Well, every day we hear music and chattering. I call it “the heartbeat of Ghana.” Music always playing with a heavy beat and people always talking. The evenings are their social time because it’s too hot inside their homes. They are always out walking and talking and children playing. They are a very social culture.

As always our love and prayers are with you constantly. We miss all of you, but we also feel that the Lord is happy with our service here in Africa.


Mom and Dad

Agona- Asamang Branch – The picture was taken well before the meeting started. Every seat was filled with about 50 outside on an adjoining patio by the time the meeting was under way.

This is the land behind the Agona-Asamang church building where a family lives. There were chicken and a goat earlier.

Mom and Sisters in the Branch - they have very colorful clothing.
Dad with several men of the Branch that begged for a picture with him. We provided them each a copy of the picture afterwards.

50 or 60 year old tractor and trailer, which we regular see during our travels. After they are worn out in the US they must send them here to finish wearing out. Notice – only three tires, not four like it’s supposed to have.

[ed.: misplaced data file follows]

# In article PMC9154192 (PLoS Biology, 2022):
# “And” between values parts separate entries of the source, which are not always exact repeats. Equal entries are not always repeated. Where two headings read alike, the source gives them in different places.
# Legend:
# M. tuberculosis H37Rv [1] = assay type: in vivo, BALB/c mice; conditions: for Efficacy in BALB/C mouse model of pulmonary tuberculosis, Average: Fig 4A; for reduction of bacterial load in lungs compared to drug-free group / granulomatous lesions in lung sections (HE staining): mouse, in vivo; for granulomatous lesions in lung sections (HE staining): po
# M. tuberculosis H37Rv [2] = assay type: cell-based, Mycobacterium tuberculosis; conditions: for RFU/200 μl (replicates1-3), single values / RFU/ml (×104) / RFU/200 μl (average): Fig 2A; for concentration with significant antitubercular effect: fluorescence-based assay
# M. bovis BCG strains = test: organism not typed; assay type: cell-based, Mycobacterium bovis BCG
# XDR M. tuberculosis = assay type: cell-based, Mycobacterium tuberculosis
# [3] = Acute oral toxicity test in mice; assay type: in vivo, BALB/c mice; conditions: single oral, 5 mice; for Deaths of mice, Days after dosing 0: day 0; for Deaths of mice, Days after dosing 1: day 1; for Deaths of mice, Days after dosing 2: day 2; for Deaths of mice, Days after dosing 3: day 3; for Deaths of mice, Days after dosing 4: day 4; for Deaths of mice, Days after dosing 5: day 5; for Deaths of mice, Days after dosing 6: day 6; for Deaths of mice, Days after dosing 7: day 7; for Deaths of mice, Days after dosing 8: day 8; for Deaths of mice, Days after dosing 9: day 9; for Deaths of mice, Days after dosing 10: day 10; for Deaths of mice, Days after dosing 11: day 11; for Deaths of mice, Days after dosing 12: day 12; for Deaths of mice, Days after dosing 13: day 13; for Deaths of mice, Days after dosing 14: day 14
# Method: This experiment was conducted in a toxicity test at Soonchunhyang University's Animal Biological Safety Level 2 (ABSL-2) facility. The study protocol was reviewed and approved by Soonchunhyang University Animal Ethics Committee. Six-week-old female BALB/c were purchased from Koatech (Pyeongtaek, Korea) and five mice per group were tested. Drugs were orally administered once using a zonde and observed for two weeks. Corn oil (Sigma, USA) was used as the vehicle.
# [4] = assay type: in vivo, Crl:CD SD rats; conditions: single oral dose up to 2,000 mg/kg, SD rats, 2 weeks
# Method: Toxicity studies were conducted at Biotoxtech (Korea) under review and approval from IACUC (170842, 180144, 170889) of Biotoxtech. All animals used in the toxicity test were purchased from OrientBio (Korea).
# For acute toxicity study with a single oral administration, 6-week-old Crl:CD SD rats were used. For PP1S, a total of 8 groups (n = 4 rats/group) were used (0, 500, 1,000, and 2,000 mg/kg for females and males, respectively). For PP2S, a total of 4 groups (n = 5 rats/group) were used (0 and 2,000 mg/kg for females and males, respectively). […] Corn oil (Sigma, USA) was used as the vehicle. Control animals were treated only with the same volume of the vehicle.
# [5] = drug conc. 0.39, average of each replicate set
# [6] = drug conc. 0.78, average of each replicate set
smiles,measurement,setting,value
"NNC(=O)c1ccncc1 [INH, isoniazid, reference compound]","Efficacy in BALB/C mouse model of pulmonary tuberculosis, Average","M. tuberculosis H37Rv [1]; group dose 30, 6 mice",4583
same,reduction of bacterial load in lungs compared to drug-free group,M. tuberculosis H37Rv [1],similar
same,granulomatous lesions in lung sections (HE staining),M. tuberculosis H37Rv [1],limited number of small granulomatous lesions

Several cows tied down in a three wheel vehicle – going to the slaughter. How did they get them in there and pushed down so they could be tied so tightly?

More cattle (2)tied down – going to slaughter – part of a Muslim holiday feast preparation. How did they get them in there?

The power is out for 4 or 4 hours several nights a week – so dinner by lantern light is common. At least we have a propane stove. Just wish we had battery powered fans! Can you see the family pictures on the wall? There are others around the corner too. You are with us.

This is a young woman carrying her baby sister on her back. The little girl is very contented – sleeping. Notice where her black shoes are under her sister’s arms – typical. The little girl on the left (about 12 years old) is carrying her little sister too. The little one is quite big for her sister to carry. They love to take care of their brothers and sisters.

This is the way they transport goats – on top of a bus. They are tied together up there and very scared.

Monday, 22 October 2012

Entry #13

We are enjoying working with the people in Ghana and continue to be in awe as we observe their faith and humility. They have treated us with the greatest of respect and have gone the extra mile to be of assistance to us. We believe we have likewise been a blessing in many ways to them as we have befriended them and have worked to teach them more about the gospel of Jesus Christ and have helped them in teaching their own people of Christ and how to administer to the needs of their people. They are ever so careful to follow direction given. They hang on every word and sentence in the Handbook 2 (Administering the Church).